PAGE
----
I grabbed my backpack, which was stuffed with Lego bricks, comics, and Pokémon cards. I carried my most valuable item in my hand: a Lego lie detector, which I had just finished building the week before. It’s made with Legos, a motor, and a wire connected to a tinfoil finger strap. It really works, too. The reason that I know this is that I tried it out on my mother. I hooked her up and asked her if she secretly thought Gunther was a giant doofus. She said, “Of course not,” but the lie detector buzzed,

which means she was lying. Then she turned all red in the face and took off the finger strap and said, “Let’s not call each other doofuses, shall we?”

Mom examined Gunther and me before we went into the building. She mashed down my hair and she made Gunther put a cover over the cage of his pet rat, Smoochie. She’s all excited about moving to the city, but she’s worried that people will think we’re a bunch of hillbillies. That’s because we come from a dinky little town called Hog’s Head. Plus, I think we may be hillbillies, because Gunther and I whiz off the back porch when the weather is nice.

The apartment building’s glass doors slid open as we walked up to them. That was kind of cool, like we were moving into a Price Chopper Supermarket. In the building’s lobby was a doorman. He was as burly as a football player. His head was totally bald and he had an earring in one ear. He looked like a nicely dressed pirate. Frankly, he was a little scary. But when my dad told him we were the Doodas he smiled. It was a wide flash of smile. I decided that I might like him.

“Welcome,” he said. “My name is Julius. And these”—he held up a pair of shining keys and shook them—“are for apartment 35B.”

“You mean we’re going to live on the thirty-fifth floor?” I cried.

“Yup,” Dad said.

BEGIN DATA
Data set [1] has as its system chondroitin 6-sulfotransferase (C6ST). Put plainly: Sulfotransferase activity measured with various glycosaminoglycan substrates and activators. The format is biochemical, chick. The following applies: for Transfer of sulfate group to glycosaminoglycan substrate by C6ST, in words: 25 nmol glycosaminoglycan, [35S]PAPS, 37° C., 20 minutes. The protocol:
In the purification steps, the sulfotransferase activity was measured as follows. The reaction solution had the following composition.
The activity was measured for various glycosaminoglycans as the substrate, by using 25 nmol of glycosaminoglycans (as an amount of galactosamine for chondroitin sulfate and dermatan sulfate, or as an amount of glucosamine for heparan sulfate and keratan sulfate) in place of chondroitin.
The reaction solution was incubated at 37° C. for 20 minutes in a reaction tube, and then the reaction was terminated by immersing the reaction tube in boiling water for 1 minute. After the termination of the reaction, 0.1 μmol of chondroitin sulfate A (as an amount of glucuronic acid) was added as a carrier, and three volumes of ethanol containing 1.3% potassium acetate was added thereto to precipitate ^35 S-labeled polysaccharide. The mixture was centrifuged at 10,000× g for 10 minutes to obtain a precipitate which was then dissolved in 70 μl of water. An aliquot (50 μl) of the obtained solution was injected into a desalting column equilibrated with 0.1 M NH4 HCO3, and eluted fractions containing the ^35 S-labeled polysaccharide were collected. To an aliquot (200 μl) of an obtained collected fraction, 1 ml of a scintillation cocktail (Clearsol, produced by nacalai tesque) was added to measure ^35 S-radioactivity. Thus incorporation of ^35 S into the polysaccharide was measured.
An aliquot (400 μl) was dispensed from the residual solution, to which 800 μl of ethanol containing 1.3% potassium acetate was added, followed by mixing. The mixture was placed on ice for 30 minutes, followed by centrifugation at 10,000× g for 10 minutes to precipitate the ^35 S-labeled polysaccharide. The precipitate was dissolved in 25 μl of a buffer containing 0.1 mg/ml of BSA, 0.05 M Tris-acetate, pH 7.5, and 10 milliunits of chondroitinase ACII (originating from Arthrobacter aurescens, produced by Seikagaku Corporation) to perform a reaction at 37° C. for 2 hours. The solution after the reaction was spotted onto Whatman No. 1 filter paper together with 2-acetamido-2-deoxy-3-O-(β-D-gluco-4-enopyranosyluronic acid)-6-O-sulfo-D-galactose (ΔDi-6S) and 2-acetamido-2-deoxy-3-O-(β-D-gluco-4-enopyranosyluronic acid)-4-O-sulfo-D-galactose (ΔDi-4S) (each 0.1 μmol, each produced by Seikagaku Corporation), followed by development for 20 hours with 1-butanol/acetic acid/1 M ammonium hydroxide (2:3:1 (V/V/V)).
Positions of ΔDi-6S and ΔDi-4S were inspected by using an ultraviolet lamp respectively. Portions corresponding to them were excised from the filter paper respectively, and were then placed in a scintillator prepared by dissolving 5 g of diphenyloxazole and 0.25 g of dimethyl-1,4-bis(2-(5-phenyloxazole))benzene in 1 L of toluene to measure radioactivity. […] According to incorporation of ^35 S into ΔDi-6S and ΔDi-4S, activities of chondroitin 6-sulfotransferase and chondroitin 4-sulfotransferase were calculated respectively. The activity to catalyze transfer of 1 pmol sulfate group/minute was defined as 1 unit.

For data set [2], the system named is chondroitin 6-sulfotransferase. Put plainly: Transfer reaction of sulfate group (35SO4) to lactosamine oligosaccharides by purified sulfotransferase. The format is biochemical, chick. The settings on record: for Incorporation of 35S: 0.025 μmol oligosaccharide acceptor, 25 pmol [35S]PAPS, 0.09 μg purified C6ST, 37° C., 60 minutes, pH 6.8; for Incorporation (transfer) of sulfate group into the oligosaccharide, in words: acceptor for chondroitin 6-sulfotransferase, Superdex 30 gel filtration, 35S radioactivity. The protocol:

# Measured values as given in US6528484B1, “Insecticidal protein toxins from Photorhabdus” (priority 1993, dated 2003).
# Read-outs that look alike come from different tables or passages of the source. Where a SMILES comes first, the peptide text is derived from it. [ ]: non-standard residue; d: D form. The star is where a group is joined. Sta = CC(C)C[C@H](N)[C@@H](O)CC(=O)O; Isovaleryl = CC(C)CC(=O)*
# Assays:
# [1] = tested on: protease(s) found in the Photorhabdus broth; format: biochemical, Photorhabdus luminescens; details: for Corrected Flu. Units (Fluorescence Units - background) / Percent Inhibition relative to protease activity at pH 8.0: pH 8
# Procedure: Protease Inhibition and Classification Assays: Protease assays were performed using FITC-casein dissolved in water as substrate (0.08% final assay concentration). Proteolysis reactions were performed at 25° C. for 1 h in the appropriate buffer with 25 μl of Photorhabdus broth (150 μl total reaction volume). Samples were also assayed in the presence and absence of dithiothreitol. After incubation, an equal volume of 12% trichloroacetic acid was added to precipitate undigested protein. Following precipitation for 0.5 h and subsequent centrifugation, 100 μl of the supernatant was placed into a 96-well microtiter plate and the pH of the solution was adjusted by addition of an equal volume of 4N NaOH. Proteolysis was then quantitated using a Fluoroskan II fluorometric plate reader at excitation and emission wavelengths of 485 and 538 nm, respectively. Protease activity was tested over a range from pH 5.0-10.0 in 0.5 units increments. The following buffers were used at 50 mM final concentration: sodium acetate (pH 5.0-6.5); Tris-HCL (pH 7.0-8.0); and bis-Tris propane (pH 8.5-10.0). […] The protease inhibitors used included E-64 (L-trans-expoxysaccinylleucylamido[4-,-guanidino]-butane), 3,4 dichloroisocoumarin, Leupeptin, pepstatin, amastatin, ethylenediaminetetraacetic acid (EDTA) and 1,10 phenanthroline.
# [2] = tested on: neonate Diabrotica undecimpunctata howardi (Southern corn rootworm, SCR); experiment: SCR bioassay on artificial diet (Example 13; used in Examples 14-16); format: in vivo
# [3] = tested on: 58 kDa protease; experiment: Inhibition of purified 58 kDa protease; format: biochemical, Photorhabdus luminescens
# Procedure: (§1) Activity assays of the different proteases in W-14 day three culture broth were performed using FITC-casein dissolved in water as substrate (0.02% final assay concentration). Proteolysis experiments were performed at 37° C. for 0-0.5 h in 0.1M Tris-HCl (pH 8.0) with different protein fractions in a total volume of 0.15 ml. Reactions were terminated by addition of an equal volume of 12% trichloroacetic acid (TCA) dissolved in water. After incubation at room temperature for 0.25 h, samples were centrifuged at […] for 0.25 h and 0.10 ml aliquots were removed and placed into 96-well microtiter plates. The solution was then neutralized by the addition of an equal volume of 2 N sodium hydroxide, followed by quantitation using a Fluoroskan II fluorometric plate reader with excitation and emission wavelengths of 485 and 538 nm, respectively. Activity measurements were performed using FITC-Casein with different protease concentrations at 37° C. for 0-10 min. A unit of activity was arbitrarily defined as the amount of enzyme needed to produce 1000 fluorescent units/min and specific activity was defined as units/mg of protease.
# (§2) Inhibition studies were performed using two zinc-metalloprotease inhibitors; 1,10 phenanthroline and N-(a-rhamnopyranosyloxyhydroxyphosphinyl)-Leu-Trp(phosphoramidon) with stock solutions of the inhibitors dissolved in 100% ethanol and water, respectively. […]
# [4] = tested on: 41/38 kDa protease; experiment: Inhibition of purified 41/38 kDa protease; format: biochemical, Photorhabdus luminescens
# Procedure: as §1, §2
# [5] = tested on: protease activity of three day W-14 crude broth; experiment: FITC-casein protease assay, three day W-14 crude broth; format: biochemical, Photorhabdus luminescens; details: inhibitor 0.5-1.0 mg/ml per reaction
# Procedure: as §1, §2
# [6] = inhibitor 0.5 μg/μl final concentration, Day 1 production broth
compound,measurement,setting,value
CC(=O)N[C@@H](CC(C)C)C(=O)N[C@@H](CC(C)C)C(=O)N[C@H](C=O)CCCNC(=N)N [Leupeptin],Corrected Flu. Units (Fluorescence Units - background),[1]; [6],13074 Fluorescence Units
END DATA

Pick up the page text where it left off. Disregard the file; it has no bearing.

“We were keeping that part a surprise,” Mom said.

“Sweet!” said Gunther.

I think they were glad to see Gunther excited. When Dad first told us he got a new job in New York City and we were all moving, Gunther wasn’t too happy about it. He has this girlfriend back in Hog’s Head. Her name is Pandora. She picks at her scalp. Gunther picks at his pimples. They’re like Romeo and Juliet, only more disgusting.

As for me, I was happy to be moving away from Hog’s Head. A few months ago something really bad happened to me there. I’m not sure if I’m going to tell you about it or not.

We’ll just see how things go.

 

Text copyright © 2013 by Ellen Potter.

Illustrations copyright © 2013 by David Heatley

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  • Posted November 4, 2013

    Otis Dooda and his family have moved from the small town of Hog¿

    Otis Dooda and his family have moved from the small town of Hog’s Head, to the big city of New York.  They live on the top floor of Tidwell Towers, neighboring a girl whose bedroom is on the ceiling, a boy who has a rare “French Gerbil Hound” (It’s really a miniature horse/pony, but the apartment doesn’t take horses, but it takes dogs), and some weird old lady. And it doesn’t help that there is some strange lady named “Ms. Yabby” who writes news that goes on in the Towers, called the Tidwell Tidbits – and, the fact is, most of it isn’t true, just rumors and gossip. That’s a problem, especially when it targets a new family in the Towers… The Doodas! And, apparently, Otis is cursed by a guy hiding in a potted plant, saying that Otis will break all of his bones before the next full-moon. Otis finds out that the weird potted plant guy’s predictions ALWAYS come true. What can a kid do?

    I will say that I am a fan of Ellen Potter. I have read Spilling Ink and Slob. Ms. Potter didn’t disappoint me with Otis Dooda! It is a hilarious book! I really like the unrealistic (but possible) things that happen – it actually makes the story even more hilarious! I like the cannon that shoots you into a giant vat of marshmallow fluff, and Peaches (the horse/dog/rodent :) ). The illustrations are pretty funny, realistic, and they are incorporated into the text, similar to  Diary of a Wimpy Kid, or Big Nate. The illustration style of the book makes it more fun to read. Otis Dooda is great character and I LOVED reading about him. He makes some really dumb decisions in the book (but what kid doesn’t) that leads to hilarious outcomes! This is a great story that is guaranteed to make young boys (and girls) laugh out loud (I’m a BIG boy, and I sure laughed out loud! :D )! I am already waiting for Book 2.
    *NOTE I Got A Free Copy Of This Book In Exchange For An Honest Review.